Duhaime's Law Dictionary


Unnatural Will Definition:

A will which differs from what might of been otherwise expected of a testator such as a large gift to a stranger, or the exclusion of his children from his estate.

Related Terms: Will

Unnatural wills are not illegal per se unless they infringe upon public policy. Further, many jurisdictions allow the variation of wills which do not properly provide for dependents, such as spouses and children.

In Abel v Dickinson, Justice Fogleman of the Supreme Court of Arkansas wrote:

"The expression unjust and unnatural will is usually applied when a testator leaves his estate, or a large portion of it, to strangers, to the exclusion of natural objects of his bounty without any apparent reason.

"A will cannot be said to be unnatural because a testator preferred one for whom she had developed a close and affectionate relationship, or when the natural objects of the testator's bounty are in no need of funds, aid or assistance.

"A will is unnatural in the legal sense only when it is contrary to what the testator would have been expected to make in the light of his feelings and intentions at the time, even though they may be prejudiced, however much it may differ from the ordinary actions of people in similar circumstances."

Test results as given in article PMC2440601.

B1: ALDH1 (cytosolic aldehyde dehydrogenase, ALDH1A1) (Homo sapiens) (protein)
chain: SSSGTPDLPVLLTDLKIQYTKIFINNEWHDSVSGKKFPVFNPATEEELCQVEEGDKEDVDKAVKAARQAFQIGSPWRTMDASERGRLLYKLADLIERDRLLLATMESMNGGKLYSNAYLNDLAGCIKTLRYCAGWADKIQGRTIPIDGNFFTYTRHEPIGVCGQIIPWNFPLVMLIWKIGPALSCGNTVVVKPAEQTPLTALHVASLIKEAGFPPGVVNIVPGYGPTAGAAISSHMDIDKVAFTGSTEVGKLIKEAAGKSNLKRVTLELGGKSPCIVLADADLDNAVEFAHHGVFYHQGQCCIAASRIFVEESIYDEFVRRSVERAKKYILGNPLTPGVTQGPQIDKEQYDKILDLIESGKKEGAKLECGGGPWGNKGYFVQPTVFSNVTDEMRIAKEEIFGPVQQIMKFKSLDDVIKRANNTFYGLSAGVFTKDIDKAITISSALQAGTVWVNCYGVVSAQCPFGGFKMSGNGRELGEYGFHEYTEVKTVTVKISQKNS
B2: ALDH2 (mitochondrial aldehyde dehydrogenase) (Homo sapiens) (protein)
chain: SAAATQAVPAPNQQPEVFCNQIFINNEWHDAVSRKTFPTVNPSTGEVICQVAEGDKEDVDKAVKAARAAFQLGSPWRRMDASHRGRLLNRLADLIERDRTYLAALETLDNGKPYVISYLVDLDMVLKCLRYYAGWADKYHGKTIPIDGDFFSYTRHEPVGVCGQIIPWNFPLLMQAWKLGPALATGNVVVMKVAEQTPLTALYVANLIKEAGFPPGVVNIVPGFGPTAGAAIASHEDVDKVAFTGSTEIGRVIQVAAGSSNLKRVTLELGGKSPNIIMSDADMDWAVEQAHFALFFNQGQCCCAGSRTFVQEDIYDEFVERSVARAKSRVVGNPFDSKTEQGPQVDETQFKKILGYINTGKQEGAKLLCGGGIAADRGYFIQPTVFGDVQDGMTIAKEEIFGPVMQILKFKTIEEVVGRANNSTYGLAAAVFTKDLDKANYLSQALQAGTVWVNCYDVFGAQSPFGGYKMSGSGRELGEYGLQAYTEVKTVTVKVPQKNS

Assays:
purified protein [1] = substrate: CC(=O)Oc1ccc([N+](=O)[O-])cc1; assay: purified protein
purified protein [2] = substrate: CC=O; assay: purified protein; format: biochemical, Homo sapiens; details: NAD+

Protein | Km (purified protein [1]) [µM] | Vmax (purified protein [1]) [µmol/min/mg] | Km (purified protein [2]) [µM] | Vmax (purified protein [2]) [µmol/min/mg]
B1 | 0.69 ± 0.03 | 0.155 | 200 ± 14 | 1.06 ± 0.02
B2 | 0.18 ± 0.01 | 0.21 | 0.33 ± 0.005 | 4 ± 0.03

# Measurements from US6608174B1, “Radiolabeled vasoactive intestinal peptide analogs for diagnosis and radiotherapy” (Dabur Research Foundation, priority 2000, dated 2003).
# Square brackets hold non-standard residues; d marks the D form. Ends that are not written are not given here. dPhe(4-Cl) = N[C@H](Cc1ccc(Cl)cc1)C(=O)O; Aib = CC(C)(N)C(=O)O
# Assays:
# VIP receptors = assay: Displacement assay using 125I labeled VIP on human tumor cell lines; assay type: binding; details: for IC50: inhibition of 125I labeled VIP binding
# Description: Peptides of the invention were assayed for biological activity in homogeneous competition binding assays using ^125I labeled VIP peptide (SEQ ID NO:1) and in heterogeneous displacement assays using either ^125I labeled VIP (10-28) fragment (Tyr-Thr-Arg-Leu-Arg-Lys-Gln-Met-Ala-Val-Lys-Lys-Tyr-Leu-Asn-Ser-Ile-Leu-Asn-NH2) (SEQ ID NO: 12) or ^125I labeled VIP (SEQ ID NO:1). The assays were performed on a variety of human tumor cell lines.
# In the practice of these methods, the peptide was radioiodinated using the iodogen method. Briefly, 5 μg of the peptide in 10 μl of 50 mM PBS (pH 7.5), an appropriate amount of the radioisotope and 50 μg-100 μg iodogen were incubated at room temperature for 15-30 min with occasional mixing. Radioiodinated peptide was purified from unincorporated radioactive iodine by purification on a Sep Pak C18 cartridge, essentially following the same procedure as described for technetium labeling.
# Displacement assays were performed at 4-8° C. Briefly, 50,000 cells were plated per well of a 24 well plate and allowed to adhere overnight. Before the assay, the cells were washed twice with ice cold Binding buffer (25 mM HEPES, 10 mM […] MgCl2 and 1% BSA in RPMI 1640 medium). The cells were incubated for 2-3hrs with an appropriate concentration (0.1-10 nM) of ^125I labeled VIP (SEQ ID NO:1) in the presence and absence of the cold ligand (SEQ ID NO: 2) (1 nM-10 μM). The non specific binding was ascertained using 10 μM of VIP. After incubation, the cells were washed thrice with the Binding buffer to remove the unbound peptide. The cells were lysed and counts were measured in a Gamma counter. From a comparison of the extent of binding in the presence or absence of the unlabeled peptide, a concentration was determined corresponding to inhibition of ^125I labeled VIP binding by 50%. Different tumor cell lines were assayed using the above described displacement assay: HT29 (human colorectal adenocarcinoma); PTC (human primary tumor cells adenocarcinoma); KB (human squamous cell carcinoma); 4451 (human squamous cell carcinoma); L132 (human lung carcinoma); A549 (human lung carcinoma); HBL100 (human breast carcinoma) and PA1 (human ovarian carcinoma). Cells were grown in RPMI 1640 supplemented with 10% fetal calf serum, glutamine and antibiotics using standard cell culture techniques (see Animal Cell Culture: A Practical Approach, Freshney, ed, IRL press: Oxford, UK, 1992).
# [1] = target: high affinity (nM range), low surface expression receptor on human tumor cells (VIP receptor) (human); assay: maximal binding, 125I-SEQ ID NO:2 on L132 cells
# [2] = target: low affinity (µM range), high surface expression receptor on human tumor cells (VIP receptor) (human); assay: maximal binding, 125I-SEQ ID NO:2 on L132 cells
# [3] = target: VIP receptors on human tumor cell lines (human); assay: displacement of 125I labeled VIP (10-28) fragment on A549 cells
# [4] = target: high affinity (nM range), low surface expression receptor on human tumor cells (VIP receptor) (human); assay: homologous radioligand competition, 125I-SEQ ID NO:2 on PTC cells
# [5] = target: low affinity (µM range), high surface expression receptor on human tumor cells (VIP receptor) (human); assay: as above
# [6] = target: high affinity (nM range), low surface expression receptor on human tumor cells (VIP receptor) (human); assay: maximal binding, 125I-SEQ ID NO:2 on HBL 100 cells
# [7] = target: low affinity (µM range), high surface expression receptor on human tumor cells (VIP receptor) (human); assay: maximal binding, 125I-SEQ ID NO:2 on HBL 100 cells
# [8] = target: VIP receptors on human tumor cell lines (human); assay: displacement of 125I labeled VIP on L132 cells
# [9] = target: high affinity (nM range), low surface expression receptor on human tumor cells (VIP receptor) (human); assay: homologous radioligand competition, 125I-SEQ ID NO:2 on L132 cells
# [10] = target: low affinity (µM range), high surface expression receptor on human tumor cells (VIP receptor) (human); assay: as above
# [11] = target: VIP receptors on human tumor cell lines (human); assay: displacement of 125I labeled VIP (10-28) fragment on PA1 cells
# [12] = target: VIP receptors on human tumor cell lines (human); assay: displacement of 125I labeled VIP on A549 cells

In the Estate of Lacey case, the Supreme Court of Oklahoma held:

"The will of the testator was an unnatural will. He left the bulk of his estate to one child, Agnes Mielke, to the exclusion of his seven other children. While not conclusive, an unnatural disposition of property by the testator may be considered in determining his testamentary capacity.

"The fact that the will is unjust or unnatural does not of itself establish testamentary incapacity, but it is a circumstance which may be considered in connection with other evidence, and which may have weight in determining the capacity of the testator; and an unnatural or unjust disposition coupled with other evidence indicating incapacity may justify a verdict against the will.

"It is natural for a person to make provisions in his will for those who were particularly close and helpful to him during his lifetime, and more especially, to those within his own family. In some instances, where one member of the family has completely devoted his efforts and energies to the care and attention of a testator, it is only natural that this one be preferred in the will. But in the instant case the record does not show any particular reason, purpose or motivation for the testator to devise the bulk of his estate to his daughter, Agnes Mielke, and to disinherit his other children."

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